I heard on ELU that computer programmers often pronounce long numbers like that. What is that method of saying the numbers called? How common is it? What is the point of it? What are the pros and cons of it?

65,536 was pronounced 'sixty-five, five, thirty-six'.

Source: "In computing contexts, we frequently read out large numbers with the "units" omitted. For example, 65,536 is read as "sixty-five, five, thirty-six", which is an abbreviation of "sixty-five thousand" five hundred thirty-six". – Canadian Yankee Apr 1 at 18:19"

Here: How do I say whether or not a number was pronounced like a telephone number (or zip code). Are there words for this?

Here's corroboration: "I find it really hard to imagine anyone saying "two-five-six-K" to me in speech, and if anyone did, I'm sure I would give them a mildly alarmed look. "Two-fifty-six-K" is very different, because that's a common alternative to "two hundred and fifty-six" (and I should have noted that in my first comment!) – Yee-Lum Dec 14 '15 at 17:22"

Here:Saying a number digit by digit

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    I think you are missing the zeros. – user 66974 Apr 4 at 7:57
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    I'm a computer programmer and I've never pronounced a long number like that. If it's meant to be a numeric value, I'd say it as three hundred and twenty four billion, twenty two million, five thousand, seven hundred and seventy seven. If it was something like an id number, I'd say three two four oh two two oh oh five seven seven seven. Pronounced as you've written it would be missing important information contained in the zeros. – KillingTime Apr 4 at 7:57
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    You "heard on ELU"? Where? – Andrew Leach Apr 4 at 8:31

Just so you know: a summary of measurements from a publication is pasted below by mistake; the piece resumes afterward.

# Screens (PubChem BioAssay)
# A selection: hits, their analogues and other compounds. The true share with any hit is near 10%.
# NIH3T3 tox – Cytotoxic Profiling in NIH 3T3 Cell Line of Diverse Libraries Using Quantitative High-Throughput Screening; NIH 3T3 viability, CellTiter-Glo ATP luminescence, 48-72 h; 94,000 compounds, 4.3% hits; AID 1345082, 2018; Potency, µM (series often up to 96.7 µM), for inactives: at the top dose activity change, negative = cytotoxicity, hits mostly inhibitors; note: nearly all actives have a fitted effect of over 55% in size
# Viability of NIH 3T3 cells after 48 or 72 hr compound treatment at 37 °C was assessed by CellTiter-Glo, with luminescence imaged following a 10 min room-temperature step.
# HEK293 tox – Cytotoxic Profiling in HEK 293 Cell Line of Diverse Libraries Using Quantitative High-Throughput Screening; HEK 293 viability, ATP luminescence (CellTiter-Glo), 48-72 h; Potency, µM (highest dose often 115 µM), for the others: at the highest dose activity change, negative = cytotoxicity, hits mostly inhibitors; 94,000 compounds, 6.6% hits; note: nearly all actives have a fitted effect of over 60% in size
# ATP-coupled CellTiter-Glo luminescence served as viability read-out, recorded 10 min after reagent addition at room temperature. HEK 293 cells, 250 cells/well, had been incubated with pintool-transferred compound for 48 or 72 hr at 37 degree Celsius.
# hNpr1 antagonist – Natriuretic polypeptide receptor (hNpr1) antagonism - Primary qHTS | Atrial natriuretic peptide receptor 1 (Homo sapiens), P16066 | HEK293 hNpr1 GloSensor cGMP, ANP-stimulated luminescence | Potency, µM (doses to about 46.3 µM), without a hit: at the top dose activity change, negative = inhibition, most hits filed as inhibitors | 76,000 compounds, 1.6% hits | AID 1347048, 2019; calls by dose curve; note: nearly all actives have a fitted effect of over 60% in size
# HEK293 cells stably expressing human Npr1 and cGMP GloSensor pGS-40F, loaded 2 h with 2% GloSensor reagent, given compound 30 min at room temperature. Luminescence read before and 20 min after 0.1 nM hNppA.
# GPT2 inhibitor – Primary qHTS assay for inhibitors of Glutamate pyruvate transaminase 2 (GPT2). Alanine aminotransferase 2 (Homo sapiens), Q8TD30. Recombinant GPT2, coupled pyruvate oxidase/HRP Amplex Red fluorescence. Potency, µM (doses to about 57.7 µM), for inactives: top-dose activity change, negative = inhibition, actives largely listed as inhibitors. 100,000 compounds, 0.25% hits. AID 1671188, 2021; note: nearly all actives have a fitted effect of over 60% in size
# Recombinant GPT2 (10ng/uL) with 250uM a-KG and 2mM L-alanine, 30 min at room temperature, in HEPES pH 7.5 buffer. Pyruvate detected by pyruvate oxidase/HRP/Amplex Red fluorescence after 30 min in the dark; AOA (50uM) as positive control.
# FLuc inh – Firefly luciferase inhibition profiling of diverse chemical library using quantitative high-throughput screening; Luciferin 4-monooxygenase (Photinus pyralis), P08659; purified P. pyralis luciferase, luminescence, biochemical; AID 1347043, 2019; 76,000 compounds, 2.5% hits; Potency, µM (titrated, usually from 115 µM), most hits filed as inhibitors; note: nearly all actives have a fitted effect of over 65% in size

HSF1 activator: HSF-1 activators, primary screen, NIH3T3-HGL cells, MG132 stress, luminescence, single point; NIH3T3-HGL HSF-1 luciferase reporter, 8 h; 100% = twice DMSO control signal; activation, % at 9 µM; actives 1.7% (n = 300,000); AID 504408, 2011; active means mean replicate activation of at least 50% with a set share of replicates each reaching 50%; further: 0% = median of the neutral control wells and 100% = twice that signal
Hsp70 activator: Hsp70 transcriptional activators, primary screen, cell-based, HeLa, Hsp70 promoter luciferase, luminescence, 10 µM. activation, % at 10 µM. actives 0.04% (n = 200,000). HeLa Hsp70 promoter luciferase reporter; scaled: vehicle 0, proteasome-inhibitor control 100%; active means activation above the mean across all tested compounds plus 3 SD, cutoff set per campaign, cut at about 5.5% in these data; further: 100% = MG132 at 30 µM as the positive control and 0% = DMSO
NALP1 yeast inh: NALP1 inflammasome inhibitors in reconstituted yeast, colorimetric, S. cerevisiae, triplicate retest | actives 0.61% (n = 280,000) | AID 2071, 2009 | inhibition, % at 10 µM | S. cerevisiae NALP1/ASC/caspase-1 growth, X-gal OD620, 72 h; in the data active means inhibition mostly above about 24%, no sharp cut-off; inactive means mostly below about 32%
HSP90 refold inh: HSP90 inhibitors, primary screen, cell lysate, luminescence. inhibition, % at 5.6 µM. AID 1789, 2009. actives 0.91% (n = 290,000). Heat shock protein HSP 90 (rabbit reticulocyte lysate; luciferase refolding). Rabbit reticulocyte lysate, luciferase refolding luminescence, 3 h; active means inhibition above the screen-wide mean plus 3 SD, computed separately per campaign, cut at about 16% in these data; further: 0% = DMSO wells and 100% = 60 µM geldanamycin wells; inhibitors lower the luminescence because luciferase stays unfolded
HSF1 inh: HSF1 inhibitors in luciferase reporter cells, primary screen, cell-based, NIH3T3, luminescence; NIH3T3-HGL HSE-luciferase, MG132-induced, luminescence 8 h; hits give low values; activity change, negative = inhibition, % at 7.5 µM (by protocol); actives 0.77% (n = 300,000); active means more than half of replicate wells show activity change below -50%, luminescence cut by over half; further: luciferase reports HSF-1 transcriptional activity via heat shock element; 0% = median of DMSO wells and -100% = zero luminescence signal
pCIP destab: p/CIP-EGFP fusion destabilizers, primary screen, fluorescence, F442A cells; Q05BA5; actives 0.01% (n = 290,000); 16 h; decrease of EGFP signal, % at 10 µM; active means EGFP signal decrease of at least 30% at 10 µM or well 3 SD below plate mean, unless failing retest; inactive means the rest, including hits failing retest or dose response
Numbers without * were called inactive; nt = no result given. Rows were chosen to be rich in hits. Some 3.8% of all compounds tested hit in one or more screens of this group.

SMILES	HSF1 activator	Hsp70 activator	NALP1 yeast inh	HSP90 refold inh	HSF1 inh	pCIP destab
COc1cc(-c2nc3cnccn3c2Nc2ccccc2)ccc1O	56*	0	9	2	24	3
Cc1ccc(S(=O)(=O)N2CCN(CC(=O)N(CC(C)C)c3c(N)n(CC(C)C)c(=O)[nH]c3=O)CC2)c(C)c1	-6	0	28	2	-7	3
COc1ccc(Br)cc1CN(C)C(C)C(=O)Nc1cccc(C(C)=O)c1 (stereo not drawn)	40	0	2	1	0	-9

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    Thanks for the reference. The answer there, chunking, appears to answer this question. Could you add to your question to explain why that isn't the answer? (I believe you are wrong with your chunking in the question title, by the way: zeros are absolutely crucial, in the same way as in phone numbers.) – Andrew Leach Apr 5 at 6:52
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    @HotLicks Except that it's 64 K. – Rosie F May 30 at 18:09

It comes down to individual lethargy and scheduling perception. It would make sense to say the individual digits rather than the larger alternative form even though they are both read in the same direction. It would save a few seconds to exclude the suffix eg. thousands or thousandth. It's quite a mouthful when you get up to the millions and billions if you are behind schedule.

As a tradesman who is upgrading I can certainly say this saves a lot of time at the end of a shift when having to fabricate a few hundred pieces daily. If you are reading out a measurement for an apprentice to "fab" while you, the journeyman, continues the installation or construction process. Something as simple as 23" ⅛" can be read as "twenty-three and an eighth", "twenty-three and one-eighth" or "Twenty-three inches and ⅛ of an inch" where the former phrases are a few words shorter for the same amount of information.

It comes down to familiarity with the job at some point, therefore those who are also in a similar role will understand even without those details. You would save quite a bit of time.

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